But Spider-Man: Homecoming has a third act that is different from all recent superhero movies I can think of. It comes down to just Peter in his pajama suit and Toomes. Toomes, who steals superhero equipment for a living, hijacks an Avenger plane.  Peter is able to crash the plane on a secluded beach, but by then Toomes is out to kill. The next few minutes is watching an adult brutalize a child. And it hurts.

Then the scene goes further. Toomes decides to abandon Peter and grabs a box from the plane wreckage. He starts to fly off with it, seemingly successful, but then it explodes. Peter sees Toomes go down, and without hesitation, runs off and saves him. He carries the man to safety on his back through the fiery landscape, ala Return of the King.

After this climax, we find out what happens to Toomes. He’s taken to trial, eventually going to jail. Peter has to face his daughter Liz, and see all the pain brought on her family. It’s not his fault, but it is still painful. This is a villain who is not a mindless robot, a powerful god-like entity, or an alien. He is a man with a family, who thinks he is doing what is right, who will forever suffer the consequences. And he’s played by an intimidating Michael Keaton. Toomes is a return to good villain form, because first and foremost, he isn’t easy to beat.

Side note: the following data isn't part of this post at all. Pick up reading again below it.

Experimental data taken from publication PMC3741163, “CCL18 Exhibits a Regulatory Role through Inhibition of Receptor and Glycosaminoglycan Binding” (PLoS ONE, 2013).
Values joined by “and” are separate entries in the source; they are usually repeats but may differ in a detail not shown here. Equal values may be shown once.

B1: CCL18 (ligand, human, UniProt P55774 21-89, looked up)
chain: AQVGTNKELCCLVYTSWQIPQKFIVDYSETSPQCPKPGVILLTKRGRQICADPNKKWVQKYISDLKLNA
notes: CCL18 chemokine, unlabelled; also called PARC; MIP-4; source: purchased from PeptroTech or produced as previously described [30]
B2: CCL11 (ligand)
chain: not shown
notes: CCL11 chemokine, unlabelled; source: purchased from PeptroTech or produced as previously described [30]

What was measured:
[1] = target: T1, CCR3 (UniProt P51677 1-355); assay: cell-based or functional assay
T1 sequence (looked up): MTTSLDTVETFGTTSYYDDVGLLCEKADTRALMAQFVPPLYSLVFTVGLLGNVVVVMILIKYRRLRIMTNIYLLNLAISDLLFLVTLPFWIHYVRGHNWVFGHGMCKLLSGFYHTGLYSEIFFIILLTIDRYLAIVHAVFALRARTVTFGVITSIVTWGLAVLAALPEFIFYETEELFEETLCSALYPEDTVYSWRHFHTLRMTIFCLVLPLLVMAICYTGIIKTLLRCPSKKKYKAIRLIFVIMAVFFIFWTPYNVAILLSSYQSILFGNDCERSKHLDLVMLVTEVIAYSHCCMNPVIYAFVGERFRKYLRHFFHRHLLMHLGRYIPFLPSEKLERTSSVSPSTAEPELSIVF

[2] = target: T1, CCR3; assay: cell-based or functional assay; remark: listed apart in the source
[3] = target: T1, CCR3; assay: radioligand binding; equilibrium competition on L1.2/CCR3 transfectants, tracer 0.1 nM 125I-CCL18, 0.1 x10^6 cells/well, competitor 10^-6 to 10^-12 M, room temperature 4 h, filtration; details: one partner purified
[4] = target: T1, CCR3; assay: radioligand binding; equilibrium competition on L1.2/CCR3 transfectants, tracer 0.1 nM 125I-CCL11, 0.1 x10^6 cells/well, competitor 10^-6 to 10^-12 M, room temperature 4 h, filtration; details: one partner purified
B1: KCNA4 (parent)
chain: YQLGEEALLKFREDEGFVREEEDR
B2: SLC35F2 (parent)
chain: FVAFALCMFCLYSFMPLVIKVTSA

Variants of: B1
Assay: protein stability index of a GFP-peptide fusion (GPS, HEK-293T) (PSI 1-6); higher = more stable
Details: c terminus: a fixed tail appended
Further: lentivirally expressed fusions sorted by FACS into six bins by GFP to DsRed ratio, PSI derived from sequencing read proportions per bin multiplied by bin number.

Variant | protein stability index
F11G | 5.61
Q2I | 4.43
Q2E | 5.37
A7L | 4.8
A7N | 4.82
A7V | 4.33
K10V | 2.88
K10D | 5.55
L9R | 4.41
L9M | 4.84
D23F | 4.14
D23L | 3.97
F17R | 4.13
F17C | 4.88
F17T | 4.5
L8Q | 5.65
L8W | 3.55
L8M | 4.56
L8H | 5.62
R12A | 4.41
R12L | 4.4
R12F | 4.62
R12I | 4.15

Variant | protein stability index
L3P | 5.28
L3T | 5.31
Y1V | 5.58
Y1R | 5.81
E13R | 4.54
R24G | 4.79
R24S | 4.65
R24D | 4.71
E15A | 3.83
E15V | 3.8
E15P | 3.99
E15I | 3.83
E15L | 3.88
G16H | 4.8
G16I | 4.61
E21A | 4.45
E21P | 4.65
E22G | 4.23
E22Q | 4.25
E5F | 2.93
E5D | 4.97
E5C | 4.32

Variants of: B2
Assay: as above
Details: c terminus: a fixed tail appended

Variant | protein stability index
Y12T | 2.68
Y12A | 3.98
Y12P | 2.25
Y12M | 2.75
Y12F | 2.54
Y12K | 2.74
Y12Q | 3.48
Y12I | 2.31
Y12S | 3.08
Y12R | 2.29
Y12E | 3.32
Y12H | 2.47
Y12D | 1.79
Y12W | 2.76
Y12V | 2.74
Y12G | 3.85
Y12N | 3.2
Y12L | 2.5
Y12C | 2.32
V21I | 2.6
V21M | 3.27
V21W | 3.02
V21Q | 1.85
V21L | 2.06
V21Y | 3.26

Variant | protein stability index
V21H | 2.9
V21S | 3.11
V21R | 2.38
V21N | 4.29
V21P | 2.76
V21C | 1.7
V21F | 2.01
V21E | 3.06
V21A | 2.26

All throughout this climax and these dramatic scenes, there is not one quip, not a single one-liner, and no indication that we should take this any less than very seriously. The film never winks at itself. Because of that, I felt real emotions.

Recently, I came across a video essay (link below.) The main idea of the essay is about how films use bathos. Bathos is when a film climaxes dramatically, then has a lapse in mood, like telling a joke during an emotional scene. The essay shows an example from Doctor Strange, one of Marvel’s films last year. I liked Doctor Strange, but rethinking the film in terms of how it used bathos made me realize how, while I was entertained during the film, I never felt anything significant during it. Contrasting it to the intense feelings I had during this year’s Logan and Wonder Woman, I realized how insecure the film was in terms to its own emotions. It was afraid to be sincere.